Should Mental Health be compromised at the stake of Media Obligations for Athletes?
Case of Naomi Osaka
4 Time Grand Slam Champion
At the end of major matches in the sports community, elite athletes are often required by the rules of the organization to appear for scheduled press conferences and comment on their performance in response to questions from the reporters.
Recently, in the French Open, we saw star tennis player, Naomi Osaka, four time Grand Slam champion, refuse to attend the post-match press conferences. Osaka was concerned about the detrimental effect the media press conferences had on her mental health due to her ongoing struggles with depression since the US Open in 2018. As this went against the rules of the organization that required all athletes to appear before the press, Osaka was fined for her refusal to attend the press conference for about USD 15,000 and even threatened to be expelled from the Roland Garros. The news of the incident trended globally. She later withdrew from the tournament.
This incident poses a question in the world of sports performance, sports media, and athlete’s mental health. How precious is the mental well-being of a sports player? And how much should the rules of the organization protect their mental health? Should they be required by contract to fulfil media obligations or should this addressal of media questioning be a choice?
There are two sides to the coin here. The first perspective being, freedom of speech must be upheld. This includes the right to refuse to speak publicly. The second perspective is that athletes, just like in any other occupation, have certain professional obligations to be fulfilled such as talking to the media. This boosts the promotion of the sport, the tournament, and the athlete themselves. However, this tradition of routine post-match press conferences began in days when other forms of media like social media were not as powerful or even alive as it is today.
Athletes are humans with very real mental vulnerabilities like all of us. Being a Sports Psychologist working closely with many elite athletes, I have the opportunity to peek into the window of their minds and get an insight into their fear, anxieties, and expectations which goes beyond the public eye. There are pressures in sports, some great days and some bad days. The athlete themselves have an intense self-analysis post-matches and are very hard on themselves to push to do better and perform better for the next game. This internal pressure is enhanced when an external stimulus like the media puts the athlete under questioning, sometimes attacking their personal weaknesses and dissecting their performance like an after-school experiment. The pressure of media promotion is directly linked with business operations and cash flow, making the entire system capitalistic in its core.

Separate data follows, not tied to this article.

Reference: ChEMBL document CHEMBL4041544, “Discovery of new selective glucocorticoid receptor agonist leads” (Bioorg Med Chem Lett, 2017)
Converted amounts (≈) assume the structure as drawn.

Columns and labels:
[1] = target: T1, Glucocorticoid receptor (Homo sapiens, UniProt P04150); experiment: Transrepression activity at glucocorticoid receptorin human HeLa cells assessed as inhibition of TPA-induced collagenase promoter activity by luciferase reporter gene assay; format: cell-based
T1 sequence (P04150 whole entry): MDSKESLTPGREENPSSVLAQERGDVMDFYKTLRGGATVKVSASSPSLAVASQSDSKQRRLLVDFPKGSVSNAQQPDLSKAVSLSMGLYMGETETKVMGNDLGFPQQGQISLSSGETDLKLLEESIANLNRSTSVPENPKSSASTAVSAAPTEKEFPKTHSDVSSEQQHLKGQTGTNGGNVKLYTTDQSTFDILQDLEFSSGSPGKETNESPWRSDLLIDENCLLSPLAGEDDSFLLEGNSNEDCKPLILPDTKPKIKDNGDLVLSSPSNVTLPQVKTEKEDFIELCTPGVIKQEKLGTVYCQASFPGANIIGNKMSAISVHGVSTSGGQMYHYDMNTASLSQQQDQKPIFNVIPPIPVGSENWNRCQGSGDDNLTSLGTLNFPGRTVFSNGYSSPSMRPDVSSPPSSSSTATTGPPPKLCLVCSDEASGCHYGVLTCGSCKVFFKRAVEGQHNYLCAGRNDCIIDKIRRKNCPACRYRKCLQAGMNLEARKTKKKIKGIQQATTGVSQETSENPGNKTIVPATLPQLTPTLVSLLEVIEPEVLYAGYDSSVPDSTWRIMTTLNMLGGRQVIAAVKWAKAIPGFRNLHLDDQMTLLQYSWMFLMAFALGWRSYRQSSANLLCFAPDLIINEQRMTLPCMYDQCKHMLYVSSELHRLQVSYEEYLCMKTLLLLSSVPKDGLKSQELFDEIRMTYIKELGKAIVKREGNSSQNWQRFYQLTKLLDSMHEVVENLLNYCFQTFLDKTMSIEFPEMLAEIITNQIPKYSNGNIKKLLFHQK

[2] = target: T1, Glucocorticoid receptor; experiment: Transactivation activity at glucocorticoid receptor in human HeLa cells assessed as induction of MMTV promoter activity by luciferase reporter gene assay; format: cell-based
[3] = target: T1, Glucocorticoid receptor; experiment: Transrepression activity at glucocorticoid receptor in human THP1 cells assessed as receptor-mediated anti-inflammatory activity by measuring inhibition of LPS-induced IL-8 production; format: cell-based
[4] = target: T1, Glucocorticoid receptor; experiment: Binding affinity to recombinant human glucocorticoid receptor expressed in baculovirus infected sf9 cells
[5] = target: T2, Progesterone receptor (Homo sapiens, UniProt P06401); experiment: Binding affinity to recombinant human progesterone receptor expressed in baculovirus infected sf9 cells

What then should be the solution to this? A suggestion I could propose is that media interviews should be limited and alternatively, entirely optional. To continue promotion of the sport and the tournament and to encourage athletes to give press conferences, the organization could perhaps provide incentives to athletes by sharing media earnings to those who are willing and comfortable to appear before camera and undergo post-match questioning, making the entire system a choice.
The mental integrity of an individual and the positive happy space that is to be their sport should continue. For this, we need more sports stars like Naomi Osaka to stand up for their well-being by putting their mental health needs first, and also a dramatic change in the organizational policies regarding media obligations of athletes to ensure that the sport is the sport and not a burden for athletes who shed their sweat and hard work to inspire and entertain us. Sports is fun, let’s keep it that way for the athletes too.